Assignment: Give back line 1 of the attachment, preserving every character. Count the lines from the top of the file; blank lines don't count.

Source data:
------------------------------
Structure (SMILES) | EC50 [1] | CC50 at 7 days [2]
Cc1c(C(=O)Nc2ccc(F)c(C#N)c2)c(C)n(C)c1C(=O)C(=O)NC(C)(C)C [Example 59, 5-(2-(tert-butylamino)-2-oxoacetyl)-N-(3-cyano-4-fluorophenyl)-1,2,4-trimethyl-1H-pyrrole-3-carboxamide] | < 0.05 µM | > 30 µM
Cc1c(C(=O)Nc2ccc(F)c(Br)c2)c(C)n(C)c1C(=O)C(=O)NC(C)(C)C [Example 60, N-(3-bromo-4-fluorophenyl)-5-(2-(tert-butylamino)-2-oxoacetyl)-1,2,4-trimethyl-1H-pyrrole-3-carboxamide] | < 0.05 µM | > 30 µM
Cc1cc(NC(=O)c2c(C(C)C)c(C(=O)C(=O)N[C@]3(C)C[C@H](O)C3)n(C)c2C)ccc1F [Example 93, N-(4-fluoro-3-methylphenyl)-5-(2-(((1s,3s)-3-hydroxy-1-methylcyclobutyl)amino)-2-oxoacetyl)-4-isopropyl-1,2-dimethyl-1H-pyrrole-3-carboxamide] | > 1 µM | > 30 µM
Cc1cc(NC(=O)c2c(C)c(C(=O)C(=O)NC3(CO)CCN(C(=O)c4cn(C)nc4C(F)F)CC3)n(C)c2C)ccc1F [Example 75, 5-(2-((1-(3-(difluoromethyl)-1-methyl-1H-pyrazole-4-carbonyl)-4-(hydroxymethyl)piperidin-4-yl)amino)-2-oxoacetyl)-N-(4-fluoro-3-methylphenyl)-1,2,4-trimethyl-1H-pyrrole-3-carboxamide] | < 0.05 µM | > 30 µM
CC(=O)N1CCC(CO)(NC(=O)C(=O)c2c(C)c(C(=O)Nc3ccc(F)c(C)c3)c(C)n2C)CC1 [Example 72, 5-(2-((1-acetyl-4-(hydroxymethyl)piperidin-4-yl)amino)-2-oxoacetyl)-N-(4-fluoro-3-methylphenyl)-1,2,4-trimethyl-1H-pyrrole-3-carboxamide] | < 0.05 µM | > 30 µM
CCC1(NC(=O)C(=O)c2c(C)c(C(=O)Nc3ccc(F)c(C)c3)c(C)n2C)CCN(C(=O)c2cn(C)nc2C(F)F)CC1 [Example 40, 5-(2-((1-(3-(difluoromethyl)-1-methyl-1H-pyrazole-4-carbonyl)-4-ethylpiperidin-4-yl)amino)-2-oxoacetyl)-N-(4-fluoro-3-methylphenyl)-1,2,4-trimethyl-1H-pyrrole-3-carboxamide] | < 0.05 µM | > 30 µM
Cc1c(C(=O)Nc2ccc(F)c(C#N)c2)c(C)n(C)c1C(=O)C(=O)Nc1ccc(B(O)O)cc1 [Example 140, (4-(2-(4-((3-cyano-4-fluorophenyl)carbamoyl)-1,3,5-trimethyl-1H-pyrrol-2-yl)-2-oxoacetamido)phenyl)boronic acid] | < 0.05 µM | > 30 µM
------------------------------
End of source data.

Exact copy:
Structure (SMILES) | EC50 [1] | CC50 at 7 days [2]